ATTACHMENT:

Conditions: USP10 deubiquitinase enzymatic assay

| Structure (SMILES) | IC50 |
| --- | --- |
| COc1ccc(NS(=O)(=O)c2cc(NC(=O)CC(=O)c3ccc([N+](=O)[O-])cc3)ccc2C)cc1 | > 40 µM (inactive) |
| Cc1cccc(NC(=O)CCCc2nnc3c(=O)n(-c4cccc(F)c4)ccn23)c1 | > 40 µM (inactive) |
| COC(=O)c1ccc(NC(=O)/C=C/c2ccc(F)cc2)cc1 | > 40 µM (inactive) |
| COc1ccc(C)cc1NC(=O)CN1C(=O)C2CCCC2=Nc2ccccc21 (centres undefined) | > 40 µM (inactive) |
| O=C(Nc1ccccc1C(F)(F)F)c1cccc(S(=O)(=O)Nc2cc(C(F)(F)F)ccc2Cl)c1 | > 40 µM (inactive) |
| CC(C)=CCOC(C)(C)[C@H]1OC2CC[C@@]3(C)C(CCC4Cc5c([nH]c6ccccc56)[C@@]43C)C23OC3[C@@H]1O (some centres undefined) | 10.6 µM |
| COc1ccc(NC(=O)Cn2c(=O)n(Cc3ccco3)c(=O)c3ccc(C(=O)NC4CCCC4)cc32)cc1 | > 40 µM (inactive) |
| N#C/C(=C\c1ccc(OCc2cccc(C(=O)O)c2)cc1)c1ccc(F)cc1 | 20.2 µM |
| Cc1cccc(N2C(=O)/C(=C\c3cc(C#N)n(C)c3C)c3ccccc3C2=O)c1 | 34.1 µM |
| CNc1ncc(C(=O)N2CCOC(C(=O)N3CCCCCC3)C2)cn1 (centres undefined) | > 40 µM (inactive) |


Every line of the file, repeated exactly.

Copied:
Conditions: USP10 deubiquitinase enzymatic assay

| Structure (SMILES) | IC50 |
| --- | --- |
| COc1ccc(NS(=O)(=O)c2cc(NC(=O)CC(=O)c3ccc([N+](=O)[O-])cc3)ccc2C)cc1 | > 40 µM (inactive) |
| Cc1cccc(NC(=O)CCCc2nnc3c(=O)n(-c4cccc(F)c4)ccn23)c1 | > 40 µM (inactive) |
| COC(=O)c1ccc(NC(=O)/C=C/c2ccc(F)cc2)cc1 | > 40 µM (inactive) |
| COc1ccc(C)cc1NC(=O)CN1C(=O)C2CCCC2=Nc2ccccc21 (centres undefined) | > 40 µM (inactive) |
| O=C(Nc1ccccc1C(F)(F)F)c1cccc(S(=O)(=O)Nc2cc(C(F)(F)F)ccc2Cl)c1 | > 40 µM (inactive) |
| CC(C)=CCOC(C)(C)[C@H]1OC2CC[C@@]3(C)C(CCC4Cc5c([nH]c6ccccc56)[C@@]43C)C23OC3[C@@H]1O (some centres undefined) | 10.6 µM |
| COc1ccc(NC(=O)Cn2c(=O)n(Cc3ccco3)c(=O)c3ccc(C(=O)NC4CCCC4)cc32)cc1 | > 40 µM (inactive) |
| N#C/C(=C\c1ccc(OCc2cccc(C(=O)O)c2)cc1)c1ccc(F)cc1 | 20.2 µM |
| Cc1cccc(N2C(=O)/C(=C\c3cc(C#N)n(C)c3C)c3ccccc3C2=O)c1 | 34.1 µM |
| CNc1ncc(C(=O)N2CCOC(C(=O)N3CCCCCC3)C2)cn1 (centres undefined) | > 40 µM (inactive) |